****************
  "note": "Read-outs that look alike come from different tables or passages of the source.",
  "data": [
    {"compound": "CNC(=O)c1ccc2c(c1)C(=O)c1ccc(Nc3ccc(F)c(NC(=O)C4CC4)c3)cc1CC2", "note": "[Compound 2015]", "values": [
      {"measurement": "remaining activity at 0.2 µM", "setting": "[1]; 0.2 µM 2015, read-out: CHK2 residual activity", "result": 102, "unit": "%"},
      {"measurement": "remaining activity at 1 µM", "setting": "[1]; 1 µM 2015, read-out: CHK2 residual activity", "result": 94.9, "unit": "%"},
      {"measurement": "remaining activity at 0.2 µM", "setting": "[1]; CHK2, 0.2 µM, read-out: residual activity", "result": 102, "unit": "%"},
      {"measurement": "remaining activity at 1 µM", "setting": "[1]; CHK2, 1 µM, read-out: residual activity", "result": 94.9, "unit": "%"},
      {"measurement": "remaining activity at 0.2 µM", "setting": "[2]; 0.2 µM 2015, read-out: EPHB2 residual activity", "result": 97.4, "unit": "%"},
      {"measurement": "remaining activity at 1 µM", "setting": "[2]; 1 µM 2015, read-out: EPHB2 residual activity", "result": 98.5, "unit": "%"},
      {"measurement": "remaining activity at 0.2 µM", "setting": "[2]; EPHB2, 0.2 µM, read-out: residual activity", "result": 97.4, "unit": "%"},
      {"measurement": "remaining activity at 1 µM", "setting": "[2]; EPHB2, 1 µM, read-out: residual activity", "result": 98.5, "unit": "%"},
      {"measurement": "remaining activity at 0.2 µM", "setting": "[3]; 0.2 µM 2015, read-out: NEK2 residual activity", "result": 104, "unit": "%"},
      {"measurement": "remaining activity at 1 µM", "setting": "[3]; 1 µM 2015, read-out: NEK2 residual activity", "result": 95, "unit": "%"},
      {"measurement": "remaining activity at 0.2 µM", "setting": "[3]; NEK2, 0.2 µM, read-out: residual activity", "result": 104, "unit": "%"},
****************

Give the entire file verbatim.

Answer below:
  "note": "Read-outs that look alike come from different tables or passages of the source.",
  "data": [
    {"compound": "CNC(=O)c1ccc2c(c1)C(=O)c1ccc(Nc3ccc(F)c(NC(=O)C4CC4)c3)cc1CC2", "note": "[Compound 2015]", "values": [
      {"measurement": "remaining activity at 0.2 µM", "setting": "[1]; 0.2 µM 2015, read-out: CHK2 residual activity", "result": 102, "unit": "%"},
      {"measurement": "remaining activity at 1 µM", "setting": "[1]; 1 µM 2015, read-out: CHK2 residual activity", "result": 94.9, "unit": "%"},
      {"measurement": "remaining activity at 0.2 µM", "setting": "[1]; CHK2, 0.2 µM, read-out: residual activity", "result": 102, "unit": "%"},
      {"measurement": "remaining activity at 1 µM", "setting": "[1]; CHK2, 1 µM, read-out: residual activity", "result": 94.9, "unit": "%"},
      {"measurement": "remaining activity at 0.2 µM", "setting": "[2]; 0.2 µM 2015, read-out: EPHB2 residual activity", "result": 97.4, "unit": "%"},
      {"measurement": "remaining activity at 1 µM", "setting": "[2]; 1 µM 2015, read-out: EPHB2 residual activity", "result": 98.5, "unit": "%"},
      {"measurement": "remaining activity at 0.2 µM", "setting": "[2]; EPHB2, 0.2 µM, read-out: residual activity", "result": 97.4, "unit": "%"},
      {"measurement": "remaining activity at 1 µM", "setting": "[2]; EPHB2, 1 µM, read-out: residual activity", "result": 98.5, "unit": "%"},
      {"measurement": "remaining activity at 0.2 µM", "setting": "[3]; 0.2 µM 2015, read-out: NEK2 residual activity", "result": 104, "unit": "%"},
      {"measurement": "remaining activity at 1 µM", "setting": "[3]; 1 µM 2015, read-out: NEK2 residual activity", "result": 95, "unit": "%"},
      {"measurement": "remaining activity at 0.2 µM", "setting": "[3]; NEK2, 0.2 µM, read-out: residual activity", "result": 104, "unit": "%"},